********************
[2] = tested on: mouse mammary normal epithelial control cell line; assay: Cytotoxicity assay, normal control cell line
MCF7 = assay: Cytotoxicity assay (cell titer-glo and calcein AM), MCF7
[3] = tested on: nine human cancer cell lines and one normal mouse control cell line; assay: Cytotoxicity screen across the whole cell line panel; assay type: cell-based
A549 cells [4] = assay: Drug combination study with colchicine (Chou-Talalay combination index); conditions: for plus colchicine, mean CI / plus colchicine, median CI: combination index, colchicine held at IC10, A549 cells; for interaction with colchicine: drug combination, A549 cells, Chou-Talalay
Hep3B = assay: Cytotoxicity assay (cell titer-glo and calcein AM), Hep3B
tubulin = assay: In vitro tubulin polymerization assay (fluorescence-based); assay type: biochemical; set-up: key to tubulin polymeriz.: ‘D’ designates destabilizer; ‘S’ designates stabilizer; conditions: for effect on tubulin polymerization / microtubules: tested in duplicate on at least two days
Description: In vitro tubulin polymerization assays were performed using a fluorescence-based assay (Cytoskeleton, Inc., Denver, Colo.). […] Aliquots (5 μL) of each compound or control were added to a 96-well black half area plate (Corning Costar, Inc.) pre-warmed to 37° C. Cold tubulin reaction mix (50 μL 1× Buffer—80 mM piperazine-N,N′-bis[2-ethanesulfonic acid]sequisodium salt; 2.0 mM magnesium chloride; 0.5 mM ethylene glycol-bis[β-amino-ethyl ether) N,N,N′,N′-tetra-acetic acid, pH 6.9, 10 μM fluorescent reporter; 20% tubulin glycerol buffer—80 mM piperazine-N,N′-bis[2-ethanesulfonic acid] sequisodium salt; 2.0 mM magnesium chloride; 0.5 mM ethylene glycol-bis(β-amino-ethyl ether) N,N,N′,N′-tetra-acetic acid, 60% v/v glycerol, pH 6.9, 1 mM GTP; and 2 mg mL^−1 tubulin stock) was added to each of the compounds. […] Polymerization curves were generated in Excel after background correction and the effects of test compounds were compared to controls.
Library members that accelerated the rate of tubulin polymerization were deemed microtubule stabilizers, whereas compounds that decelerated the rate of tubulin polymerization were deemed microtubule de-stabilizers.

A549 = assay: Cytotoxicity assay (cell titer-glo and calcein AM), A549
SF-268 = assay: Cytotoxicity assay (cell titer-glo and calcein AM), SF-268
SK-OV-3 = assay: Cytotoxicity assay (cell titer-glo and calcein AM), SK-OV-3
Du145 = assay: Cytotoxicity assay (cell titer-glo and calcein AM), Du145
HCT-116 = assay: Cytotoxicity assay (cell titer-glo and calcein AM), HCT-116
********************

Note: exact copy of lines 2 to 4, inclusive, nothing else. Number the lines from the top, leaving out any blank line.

MCF7 = assay: Cytotoxicity assay (cell titer-glo and calcein AM), MCF7
[3] = tested on: nine human cancer cell lines and one normal mouse control cell line; assay: Cytotoxicity screen across the whole cell line panel; assay type: cell-based
A549 cells [4] = assay: Drug combination study with colchicine (Chou-Talalay combination index); conditions: for plus colchicine, mean CI / plus colchicine, median CI: combination index, colchicine held at IC10, A549 cells; for interaction with colchicine: drug combination, A549 cells, Chou-Talalay